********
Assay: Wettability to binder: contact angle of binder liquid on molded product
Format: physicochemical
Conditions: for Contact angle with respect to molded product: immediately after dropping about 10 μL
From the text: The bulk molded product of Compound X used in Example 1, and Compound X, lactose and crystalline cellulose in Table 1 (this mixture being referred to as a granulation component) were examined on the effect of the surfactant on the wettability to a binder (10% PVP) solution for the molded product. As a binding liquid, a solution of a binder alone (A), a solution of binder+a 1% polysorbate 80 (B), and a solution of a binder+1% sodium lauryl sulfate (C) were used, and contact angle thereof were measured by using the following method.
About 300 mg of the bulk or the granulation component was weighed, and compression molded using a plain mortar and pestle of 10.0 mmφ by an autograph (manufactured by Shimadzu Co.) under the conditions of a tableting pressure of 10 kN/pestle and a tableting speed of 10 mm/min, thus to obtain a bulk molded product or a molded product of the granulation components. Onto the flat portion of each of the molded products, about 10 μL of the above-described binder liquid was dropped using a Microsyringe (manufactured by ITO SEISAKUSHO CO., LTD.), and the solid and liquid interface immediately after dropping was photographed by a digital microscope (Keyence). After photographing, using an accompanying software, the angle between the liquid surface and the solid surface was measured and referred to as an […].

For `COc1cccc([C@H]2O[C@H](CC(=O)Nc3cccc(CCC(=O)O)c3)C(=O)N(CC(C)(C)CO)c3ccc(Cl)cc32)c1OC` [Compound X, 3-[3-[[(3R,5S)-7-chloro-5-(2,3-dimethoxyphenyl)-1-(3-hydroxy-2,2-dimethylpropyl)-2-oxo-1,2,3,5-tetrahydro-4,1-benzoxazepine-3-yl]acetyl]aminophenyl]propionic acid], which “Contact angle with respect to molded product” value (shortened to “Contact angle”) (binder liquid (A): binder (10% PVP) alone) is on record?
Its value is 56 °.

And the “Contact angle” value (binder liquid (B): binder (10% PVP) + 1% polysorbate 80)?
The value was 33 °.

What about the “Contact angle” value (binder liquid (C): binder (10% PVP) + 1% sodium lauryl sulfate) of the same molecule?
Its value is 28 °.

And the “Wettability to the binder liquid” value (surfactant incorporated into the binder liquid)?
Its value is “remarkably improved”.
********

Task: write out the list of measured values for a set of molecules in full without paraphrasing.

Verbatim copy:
Assay: Wettability to binder: contact angle of binder liquid on molded product
Format: physicochemical
Conditions: for Contact angle with respect to molded product: immediately after dropping about 10 μL
From the text: The bulk molded product of Compound X used in Example 1, and Compound X, lactose and crystalline cellulose in Table 1 (this mixture being referred to as a granulation component) were examined on the effect of the surfactant on the wettability to a binder (10% PVP) solution for the molded product. As a binding liquid, a solution of a binder alone (A), a solution of binder+a 1% polysorbate 80 (B), and a solution of a binder+1% sodium lauryl sulfate (C) were used, and contact angle thereof were measured by using the following method.
About 300 mg of the bulk or the granulation component was weighed, and compression molded using a plain mortar and pestle of 10.0 mmφ by an autograph (manufactured by Shimadzu Co.) under the conditions of a tableting pressure of 10 kN/pestle and a tableting speed of 10 mm/min, thus to obtain a bulk molded product or a molded product of the granulation components. Onto the flat portion of each of the molded products, about 10 μL of the above-described binder liquid was dropped using a Microsyringe (manufactured by ITO SEISAKUSHO CO., LTD.), and the solid and liquid interface immediately after dropping was photographed by a digital microscope (Keyence). After photographing, using an accompanying software, the angle between the liquid surface and the solid surface was measured and referred to as an […].

For `COc1cccc([C@H]2O[C@H](CC(=O)Nc3cccc(CCC(=O)O)c3)C(=O)N(CC(C)(C)CO)c3ccc(Cl)cc32)c1OC` [Compound X, 3-[3-[[(3R,5S)-7-chloro-5-(2,3-dimethoxyphenyl)-1-(3-hydroxy-2,2-dimethylpropyl)-2-oxo-1,2,3,5-tetrahydro-4,1-benzoxazepine-3-yl]acetyl]aminophenyl]propionic acid], which “Contact angle with respect to molded product” value (shortened to “Contact angle”) (binder liquid (A): binder (10% PVP) alone) is on record?
Its value is 56 °.

And the “Contact angle” value (binder liquid (B): binder (10% PVP) + 1% polysorbate 80)?
The value was 33 °.

What about the “Contact angle” value (binder liquid (C): binder (10% PVP) + 1% sodium lauryl sulfate) of the same molecule?
Its value is 28 °.

And the “Wettability to the binder liquid” value (surfactant incorporated into the binder liquid)?
Its value is “remarkably improved”.